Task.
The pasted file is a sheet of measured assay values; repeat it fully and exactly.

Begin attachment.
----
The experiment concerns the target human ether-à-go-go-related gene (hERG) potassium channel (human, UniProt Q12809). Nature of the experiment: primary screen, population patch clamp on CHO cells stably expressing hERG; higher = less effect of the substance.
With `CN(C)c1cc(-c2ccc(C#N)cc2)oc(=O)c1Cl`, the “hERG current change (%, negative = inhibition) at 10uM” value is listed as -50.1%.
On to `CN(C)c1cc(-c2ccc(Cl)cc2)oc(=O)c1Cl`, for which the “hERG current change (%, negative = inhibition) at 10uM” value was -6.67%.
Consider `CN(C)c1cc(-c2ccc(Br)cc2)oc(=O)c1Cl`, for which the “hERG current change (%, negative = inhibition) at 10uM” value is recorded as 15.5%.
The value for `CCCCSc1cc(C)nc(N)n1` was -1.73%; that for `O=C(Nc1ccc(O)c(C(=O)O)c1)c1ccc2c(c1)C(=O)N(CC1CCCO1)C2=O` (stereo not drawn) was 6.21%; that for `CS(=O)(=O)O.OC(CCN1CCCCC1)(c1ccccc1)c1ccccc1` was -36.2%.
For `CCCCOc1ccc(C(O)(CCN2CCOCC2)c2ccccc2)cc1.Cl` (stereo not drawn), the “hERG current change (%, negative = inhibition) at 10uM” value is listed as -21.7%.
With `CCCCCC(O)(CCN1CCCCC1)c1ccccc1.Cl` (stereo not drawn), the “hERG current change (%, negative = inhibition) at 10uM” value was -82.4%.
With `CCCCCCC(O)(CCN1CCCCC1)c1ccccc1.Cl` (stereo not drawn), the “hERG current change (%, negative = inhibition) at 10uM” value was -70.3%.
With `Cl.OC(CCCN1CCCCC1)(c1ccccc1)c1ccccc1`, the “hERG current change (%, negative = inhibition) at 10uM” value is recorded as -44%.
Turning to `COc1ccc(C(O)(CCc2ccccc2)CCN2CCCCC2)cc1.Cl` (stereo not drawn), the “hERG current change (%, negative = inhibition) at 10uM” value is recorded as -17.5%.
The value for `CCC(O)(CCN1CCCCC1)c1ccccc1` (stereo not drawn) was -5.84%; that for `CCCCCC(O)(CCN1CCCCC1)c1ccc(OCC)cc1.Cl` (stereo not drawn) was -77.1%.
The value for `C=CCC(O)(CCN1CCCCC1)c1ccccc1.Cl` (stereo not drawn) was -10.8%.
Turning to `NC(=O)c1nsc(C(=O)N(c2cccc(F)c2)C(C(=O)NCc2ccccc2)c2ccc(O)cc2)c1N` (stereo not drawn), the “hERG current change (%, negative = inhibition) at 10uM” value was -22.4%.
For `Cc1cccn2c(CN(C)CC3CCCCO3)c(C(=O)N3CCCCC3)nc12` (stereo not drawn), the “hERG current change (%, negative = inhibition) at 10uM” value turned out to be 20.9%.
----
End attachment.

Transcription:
The experiment concerns the target human ether-à-go-go-related gene (hERG) potassium channel (human, UniProt Q12809). Nature of the experiment: primary screen, population patch clamp on CHO cells stably expressing hERG; higher = less effect of the substance.
With `CN(C)c1cc(-c2ccc(C#N)cc2)oc(=O)c1Cl`, the “hERG current change (%, negative = inhibition) at 10uM” value is listed as -50.1%.
On to `CN(C)c1cc(-c2ccc(Cl)cc2)oc(=O)c1Cl`, for which the “hERG current change (%, negative = inhibition) at 10uM” value was -6.67%.
Consider `CN(C)c1cc(-c2ccc(Br)cc2)oc(=O)c1Cl`, for which the “hERG current change (%, negative = inhibition) at 10uM” value is recorded as 15.5%.
The value for `CCCCSc1cc(C)nc(N)n1` was -1.73%; that for `O=C(Nc1ccc(O)c(C(=O)O)c1)c1ccc2c(c1)C(=O)N(CC1CCCO1)C2=O` (stereo not drawn) was 6.21%; that for `CS(=O)(=O)O.OC(CCN1CCCCC1)(c1ccccc1)c1ccccc1` was -36.2%.
For `CCCCOc1ccc(C(O)(CCN2CCOCC2)c2ccccc2)cc1.Cl` (stereo not drawn), the “hERG current change (%, negative = inhibition) at 10uM” value is listed as -21.7%.
With `CCCCCC(O)(CCN1CCCCC1)c1ccccc1.Cl` (stereo not drawn), the “hERG current change (%, negative = inhibition) at 10uM” value was -82.4%.
With `CCCCCCC(O)(CCN1CCCCC1)c1ccccc1.Cl` (stereo not drawn), the “hERG current change (%, negative = inhibition) at 10uM” value was -70.3%.
With `Cl.OC(CCCN1CCCCC1)(c1ccccc1)c1ccccc1`, the “hERG current change (%, negative = inhibition) at 10uM” value is recorded as -44%.
Turning to `COc1ccc(C(O)(CCc2ccccc2)CCN2CCCCC2)cc1.Cl` (stereo not drawn), the “hERG current change (%, negative = inhibition) at 10uM” value is recorded as -17.5%.
The value for `CCC(O)(CCN1CCCCC1)c1ccccc1` (stereo not drawn) was -5.84%; that for `CCCCCC(O)(CCN1CCCCC1)c1ccc(OCC)cc1.Cl` (stereo not drawn) was -77.1%.
The value for `C=CCC(O)(CCN1CCCCC1)c1ccccc1.Cl` (stereo not drawn) was -10.8%.
Turning to `NC(=O)c1nsc(C(=O)N(c2cccc(F)c2)C(C(=O)NCc2ccccc2)c2ccc(O)cc2)c1N` (stereo not drawn), the “hERG current change (%, negative = inhibition) at 10uM” value was -22.4%.
For `Cc1cccn2c(CN(C)CC3CCCCO3)c(C(=O)N3CCCCC3)nc12` (stereo not drawn), the “hERG current change (%, negative = inhibition) at 10uM” value turned out to be 20.9%.